Henry Mayo doctors tout progress in breast cancer surgery

Dr. Gregory Senofsky, center, and pathologist Dr. Rashida Soni discuss a breast specimen at the Outpatient Surgery Center at Henry Mayo Newhall Hospital on Valencia on Wednesday, September 25, 2019. Dan Watson/The Signal
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By Raychel Stewart

In a move that could reduce the number of surgeries, and the anxiety that comes with such procedures, a pair of Henry Mayo Newhall Hospital doctors led a study aimed at making surgical breast cancer treatment easier for patients.

The local physicians conducted a study of 250 breast cancer patients at Henry Mayo, which resulted in the reduction of second surgeries by narrowing the tissue margin that needs to be removed. 

Between 2017 and 2018, Dr. Greg Senofsky, a breast cancer surgeon, and breast pathologist Dr. Rashida Soni have made advances in performing lumpectomies, in which diseased cells are removed while preserving healthy tissue in breast cancer patients. Senofsky is the medical director of the hospital’s Sheila R. Veloz Breast Center, which was created “to improve access to breast imaging services in the Santa Clarita Valley,” according to the center’s website. 

“This can be very advantageous,” said Senofsky. “The standard practice can take a few days to get results back to patients. With this new practice, we can get patients their results in just a few hours.”

Dr. Gregory Senofsky points out the 37% advantage of reviewing samples with a pathologist in the operating room at the Outpatient Surgery Center at Henry Mayo Newhall Hospital on Valencia on Wednesday, September 25, 2019. Dan Watson/The Signal

Senofsky said breast tissue is surgically removed and, through an intraoperative, magnifying examination, Soni is able to feel for the edges of cancer tissues, which results in the preservation of healthy tissue. 

The standard practice of lumpectomies usually results in 14% of patients having to return for a second surgery. The result of Senofsky and Soni’s study show that number has decreased to 8.8%.

The change represents a significant increase in patient improvement, Senofsky said.

The American Cancer Society estimates there will be over 268,600 new cases of invasive breast cancer in women in 2019, which is the most common cancer among U.S. women, according to the Centers for Disease Control.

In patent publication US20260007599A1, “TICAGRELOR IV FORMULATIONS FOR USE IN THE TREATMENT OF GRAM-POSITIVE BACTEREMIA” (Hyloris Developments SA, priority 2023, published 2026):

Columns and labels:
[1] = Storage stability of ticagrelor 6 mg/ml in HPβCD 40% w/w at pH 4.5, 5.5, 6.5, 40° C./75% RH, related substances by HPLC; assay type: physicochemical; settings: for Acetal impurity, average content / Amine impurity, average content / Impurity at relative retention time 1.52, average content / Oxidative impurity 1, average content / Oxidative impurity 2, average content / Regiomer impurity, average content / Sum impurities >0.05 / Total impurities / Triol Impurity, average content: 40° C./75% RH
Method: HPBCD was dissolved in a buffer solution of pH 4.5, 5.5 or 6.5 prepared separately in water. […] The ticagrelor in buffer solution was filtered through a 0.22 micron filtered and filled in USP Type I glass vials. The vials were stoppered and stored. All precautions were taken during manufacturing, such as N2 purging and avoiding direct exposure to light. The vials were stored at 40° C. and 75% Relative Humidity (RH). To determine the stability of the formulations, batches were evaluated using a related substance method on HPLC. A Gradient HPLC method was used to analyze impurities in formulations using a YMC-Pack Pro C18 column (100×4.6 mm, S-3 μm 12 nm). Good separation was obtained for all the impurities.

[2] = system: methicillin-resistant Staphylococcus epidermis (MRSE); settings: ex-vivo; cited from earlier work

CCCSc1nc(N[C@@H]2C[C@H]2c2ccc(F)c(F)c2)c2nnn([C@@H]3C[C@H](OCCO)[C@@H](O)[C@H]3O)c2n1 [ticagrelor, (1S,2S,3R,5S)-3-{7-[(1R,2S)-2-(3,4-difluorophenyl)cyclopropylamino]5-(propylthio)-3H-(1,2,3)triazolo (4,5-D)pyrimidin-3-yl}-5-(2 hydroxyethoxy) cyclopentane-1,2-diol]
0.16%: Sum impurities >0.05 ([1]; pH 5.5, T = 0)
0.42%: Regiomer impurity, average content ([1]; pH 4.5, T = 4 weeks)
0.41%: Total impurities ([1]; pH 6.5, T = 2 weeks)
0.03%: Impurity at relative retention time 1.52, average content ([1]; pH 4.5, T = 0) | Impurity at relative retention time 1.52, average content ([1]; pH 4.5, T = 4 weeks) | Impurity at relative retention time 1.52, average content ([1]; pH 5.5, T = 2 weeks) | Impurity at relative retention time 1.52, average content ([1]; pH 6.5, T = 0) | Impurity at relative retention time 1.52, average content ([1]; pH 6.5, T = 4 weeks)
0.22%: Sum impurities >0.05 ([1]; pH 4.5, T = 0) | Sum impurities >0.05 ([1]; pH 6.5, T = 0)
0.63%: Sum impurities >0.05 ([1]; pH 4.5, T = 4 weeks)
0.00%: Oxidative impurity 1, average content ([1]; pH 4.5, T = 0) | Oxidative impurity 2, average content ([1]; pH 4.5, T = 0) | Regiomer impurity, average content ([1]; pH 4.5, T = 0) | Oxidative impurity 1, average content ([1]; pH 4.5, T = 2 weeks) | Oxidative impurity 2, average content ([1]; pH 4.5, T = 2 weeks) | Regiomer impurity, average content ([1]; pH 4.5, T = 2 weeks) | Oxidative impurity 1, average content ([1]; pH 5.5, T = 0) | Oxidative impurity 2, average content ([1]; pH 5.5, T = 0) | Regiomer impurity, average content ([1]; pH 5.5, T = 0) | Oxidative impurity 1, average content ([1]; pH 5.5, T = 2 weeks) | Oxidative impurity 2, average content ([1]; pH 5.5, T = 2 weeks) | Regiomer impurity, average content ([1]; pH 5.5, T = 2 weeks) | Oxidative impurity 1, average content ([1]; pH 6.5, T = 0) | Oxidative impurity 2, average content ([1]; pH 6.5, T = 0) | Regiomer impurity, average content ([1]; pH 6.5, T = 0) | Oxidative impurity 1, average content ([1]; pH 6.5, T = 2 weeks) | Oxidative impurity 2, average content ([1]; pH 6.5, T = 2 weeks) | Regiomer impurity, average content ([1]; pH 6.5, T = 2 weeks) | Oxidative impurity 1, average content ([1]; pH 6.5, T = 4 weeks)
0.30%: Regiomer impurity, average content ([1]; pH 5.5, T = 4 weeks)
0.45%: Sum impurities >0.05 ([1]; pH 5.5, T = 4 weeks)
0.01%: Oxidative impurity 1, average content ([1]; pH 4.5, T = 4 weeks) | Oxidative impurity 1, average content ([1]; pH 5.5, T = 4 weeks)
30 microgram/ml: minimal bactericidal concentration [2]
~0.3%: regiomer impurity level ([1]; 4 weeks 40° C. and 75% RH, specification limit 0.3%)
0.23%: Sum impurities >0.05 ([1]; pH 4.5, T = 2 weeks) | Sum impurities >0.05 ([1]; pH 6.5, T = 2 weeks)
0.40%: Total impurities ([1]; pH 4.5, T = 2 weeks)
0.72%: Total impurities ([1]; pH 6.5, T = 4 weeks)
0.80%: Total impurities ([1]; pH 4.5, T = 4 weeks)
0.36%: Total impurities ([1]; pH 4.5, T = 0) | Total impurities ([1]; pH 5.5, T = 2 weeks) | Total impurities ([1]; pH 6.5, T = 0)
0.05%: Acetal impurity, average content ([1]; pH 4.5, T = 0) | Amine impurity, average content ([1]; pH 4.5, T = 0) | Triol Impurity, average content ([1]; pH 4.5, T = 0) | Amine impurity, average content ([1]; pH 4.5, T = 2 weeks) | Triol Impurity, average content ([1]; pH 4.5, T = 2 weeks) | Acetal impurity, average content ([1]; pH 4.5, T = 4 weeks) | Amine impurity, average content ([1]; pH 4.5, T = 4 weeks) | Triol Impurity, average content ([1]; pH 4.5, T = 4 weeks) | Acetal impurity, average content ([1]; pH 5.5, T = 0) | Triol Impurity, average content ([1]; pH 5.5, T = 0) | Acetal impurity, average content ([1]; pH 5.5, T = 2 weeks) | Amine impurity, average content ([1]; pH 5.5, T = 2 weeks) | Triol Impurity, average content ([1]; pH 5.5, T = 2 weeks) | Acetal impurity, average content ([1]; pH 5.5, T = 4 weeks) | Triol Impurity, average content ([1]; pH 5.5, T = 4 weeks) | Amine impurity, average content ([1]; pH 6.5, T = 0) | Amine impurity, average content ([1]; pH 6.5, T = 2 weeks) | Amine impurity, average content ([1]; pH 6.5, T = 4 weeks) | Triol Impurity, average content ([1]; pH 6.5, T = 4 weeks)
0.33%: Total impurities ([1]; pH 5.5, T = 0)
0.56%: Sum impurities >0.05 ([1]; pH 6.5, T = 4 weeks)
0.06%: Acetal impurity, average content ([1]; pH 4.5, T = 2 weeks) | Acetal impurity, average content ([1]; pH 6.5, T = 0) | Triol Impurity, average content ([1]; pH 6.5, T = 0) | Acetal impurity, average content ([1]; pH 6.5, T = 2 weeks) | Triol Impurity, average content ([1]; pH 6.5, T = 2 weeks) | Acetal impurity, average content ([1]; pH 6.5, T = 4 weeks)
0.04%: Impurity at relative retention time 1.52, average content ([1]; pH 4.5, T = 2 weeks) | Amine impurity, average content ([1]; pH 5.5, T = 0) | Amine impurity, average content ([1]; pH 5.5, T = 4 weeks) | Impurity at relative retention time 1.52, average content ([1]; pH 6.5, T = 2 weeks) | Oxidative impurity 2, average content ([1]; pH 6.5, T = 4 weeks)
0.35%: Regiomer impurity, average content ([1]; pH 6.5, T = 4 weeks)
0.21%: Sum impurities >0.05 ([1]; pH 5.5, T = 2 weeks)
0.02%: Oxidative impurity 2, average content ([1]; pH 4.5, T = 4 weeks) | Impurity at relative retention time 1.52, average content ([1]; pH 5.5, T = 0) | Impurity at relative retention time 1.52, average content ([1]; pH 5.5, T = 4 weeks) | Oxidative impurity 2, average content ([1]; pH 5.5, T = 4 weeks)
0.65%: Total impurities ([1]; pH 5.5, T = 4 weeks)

To begin the treatment, Senofsky said he gives patients an MRI that will determine the size and quantity of lumps in breasts. He said this is not a common practice, but the MRI can give doctors a better understanding of the patient before surgery.

“Our goal is to get it all in one shot, so patients won’t have to return,” said Senofsky.

Dr. Gregory Senofsky, left, discusses a serial section he and pathologist Dr. Rashida Soni just viewed on the microscope in her office at the Outpatient Surgery Center at Henry Mayo Newhall Hospital on Valencia on Wednesday, September 25, 2019. Dan Watson/The Signal

This research can result in cost-effective lumpectomies and reduce the need for second surgeries, he said. Oncoplastic closures are performed after the removal of breast tissue to restore natural appearances.

Senofsky and Soni presented their findings at the Euro Cancer Research Conference in Italy in mid-September. Senofsky said people were impressed with the new techniques, and would talk to their doctors about the treatment.

Senofsky said he hopes other surgeons will want to get pathologists involved with treatment in the future.

Senofsky performs surgeries at Henry Mayo and Ronald Reagan UCLA Medical Center. Soni is the medical director of pathology and laboratory at Henry Mayo.

For breast cancer resources, contact the Shiela R. Veloz Breast Center at 661-200-1099 or visit their office at 23929 McBean Parkway, Suite No. 101, Valencia. You can also contact the Santa Clarita office of Dr. Greg Senofsky at 661-255-9285.

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